Now we know what's in the thick, brown muck that covers the bottom of Old Tampa Bay. Crustacean poop. E-yewww! Might want to wear waders if you decide to walk in Old Tampa Bay and don't want the stuff squishing between your toes.
Ernst Peebles, a professor at the University of South Florida, is leading a team studying the condition of Old Tampa Bay — that's the section north of the Courtney Campbell Causeway — and this week he gave a preliminary report to the Safety Harbor City Commission. It contained some good news — and a fair warning to residents.
Study of the sticky glop has not been completed, but Peebles told commissioners that it appears the muck contains quartz sand, decaying plant particles and "fecal pellets" deposited by tiny crabs and shrimp. In fact, there are so many "fecal pellets" that it indicates "an increase in the amount of zooplankton and/or larval crabs and shrimp," he said.
"What we think is happening, is the area is becoming more productive over time," he said.
That's an unexpected finding, to be sure, because the concern that led to the study was that upper Tampa Bay was dying.
After years of growing concern, the cities of Safety Harbor, Oldsmar and Clearwater teamed up early last year with the Southwest Florida Water Management District and the Tampa Bay Estuary Program to commission a study of Old Tampa Bay.
Oldsmar officials were convinced the northernmost end of the bay was becoming more shallow and unproductive, and that an influx of sediment and pollutants from the Lake Tarpon Outfall Canal might be the culprit. Many who live in the communities ringing the upper bay had been concerned about the thick bottom muck, the dark water color and what seemed to be a decline in the fish population.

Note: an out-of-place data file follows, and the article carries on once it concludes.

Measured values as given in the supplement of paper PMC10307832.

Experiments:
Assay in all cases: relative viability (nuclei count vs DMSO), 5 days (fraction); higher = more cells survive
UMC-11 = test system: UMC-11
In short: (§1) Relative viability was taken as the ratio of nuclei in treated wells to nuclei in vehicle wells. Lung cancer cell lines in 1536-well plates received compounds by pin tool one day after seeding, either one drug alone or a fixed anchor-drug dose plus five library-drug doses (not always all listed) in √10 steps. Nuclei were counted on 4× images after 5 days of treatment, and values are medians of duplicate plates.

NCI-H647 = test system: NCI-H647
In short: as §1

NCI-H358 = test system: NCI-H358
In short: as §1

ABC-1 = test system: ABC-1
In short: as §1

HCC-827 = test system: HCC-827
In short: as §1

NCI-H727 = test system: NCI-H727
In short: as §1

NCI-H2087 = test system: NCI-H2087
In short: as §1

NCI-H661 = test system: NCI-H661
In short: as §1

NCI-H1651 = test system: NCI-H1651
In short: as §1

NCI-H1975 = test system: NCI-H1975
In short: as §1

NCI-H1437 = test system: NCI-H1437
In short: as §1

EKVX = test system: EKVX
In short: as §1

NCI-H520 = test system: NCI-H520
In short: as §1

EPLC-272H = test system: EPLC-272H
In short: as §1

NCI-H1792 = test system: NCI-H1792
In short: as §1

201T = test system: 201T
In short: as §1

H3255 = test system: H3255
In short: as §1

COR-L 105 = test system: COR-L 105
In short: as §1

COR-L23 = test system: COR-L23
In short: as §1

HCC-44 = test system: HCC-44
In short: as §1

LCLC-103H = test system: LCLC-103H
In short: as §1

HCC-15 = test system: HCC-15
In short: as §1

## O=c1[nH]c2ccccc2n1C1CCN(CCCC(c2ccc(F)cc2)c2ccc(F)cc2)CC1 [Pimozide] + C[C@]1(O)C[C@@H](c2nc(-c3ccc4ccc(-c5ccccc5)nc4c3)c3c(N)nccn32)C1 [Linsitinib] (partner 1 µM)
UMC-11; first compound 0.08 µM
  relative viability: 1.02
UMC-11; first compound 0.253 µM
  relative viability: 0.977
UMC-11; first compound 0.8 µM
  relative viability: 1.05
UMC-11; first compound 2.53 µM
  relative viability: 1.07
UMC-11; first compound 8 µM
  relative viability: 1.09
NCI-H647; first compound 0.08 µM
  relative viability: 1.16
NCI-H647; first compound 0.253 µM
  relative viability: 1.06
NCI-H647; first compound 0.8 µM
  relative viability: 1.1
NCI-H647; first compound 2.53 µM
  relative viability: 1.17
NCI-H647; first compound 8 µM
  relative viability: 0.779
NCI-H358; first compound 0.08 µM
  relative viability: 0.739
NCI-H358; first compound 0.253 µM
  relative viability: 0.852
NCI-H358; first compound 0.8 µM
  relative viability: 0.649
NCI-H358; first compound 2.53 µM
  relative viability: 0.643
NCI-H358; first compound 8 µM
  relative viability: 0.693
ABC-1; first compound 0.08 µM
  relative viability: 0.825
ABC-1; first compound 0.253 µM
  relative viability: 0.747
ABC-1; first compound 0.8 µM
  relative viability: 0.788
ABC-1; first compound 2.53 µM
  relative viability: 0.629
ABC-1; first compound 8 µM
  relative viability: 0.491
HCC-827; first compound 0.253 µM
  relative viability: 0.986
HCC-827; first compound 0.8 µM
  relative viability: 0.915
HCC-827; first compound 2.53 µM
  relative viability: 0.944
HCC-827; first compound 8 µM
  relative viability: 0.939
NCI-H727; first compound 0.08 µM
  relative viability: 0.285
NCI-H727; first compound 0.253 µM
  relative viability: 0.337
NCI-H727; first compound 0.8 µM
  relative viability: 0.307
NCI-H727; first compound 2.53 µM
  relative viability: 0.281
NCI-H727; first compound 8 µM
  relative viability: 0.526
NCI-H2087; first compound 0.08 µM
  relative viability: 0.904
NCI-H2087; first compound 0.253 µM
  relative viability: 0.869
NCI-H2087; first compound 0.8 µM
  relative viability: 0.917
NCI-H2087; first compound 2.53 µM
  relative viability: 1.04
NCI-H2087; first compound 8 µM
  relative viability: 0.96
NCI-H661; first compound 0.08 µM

But at this midpoint in their yearlong study, Peebles said his team has determined that Old Tampa Bay is not a dead zone and that the muck accumulation is not yet acute. And the tiny animals that live in the bay seem to be thriving. All of that is cause for relief.
Peebles noted, however, that conditions such as poor water quality and accumulation of organic matter on the bottom of the bay are being accelerated by human behavior, including allowing nutrients (such as fertilizers) to flow into the bay.
Such nutrients are a negative, not a positive, in water bodies, because they cause excessive plant growth. Eventually, those nutrients overwhelm natural systems and water quality and animal populations decline.
Peebles said that the Lake Tarpon Outfall Canal, built by man to control flooding in freshwater Lake Tarpon, is "one of many sources that have caused an accumulation of nutrients in Old Tampa Bay over time. If you were to restrict its discharge, it would help."
Oldsmar officials have said so for years.
In answer to questions, Peebles said that the recent increase in the small crustaceans and zooplankton is a positive for now. There is life in Old Tampa Bay. But down the road, there could be a tipping point, he said, if nutrients continue to pour into the bay. Officials who have urged bayside residents to restrict the use of fertilizers on their lawns appear to have been on point.
"This is basically a case where you are seeing something coming," Peebles said. "It's basically fair warning."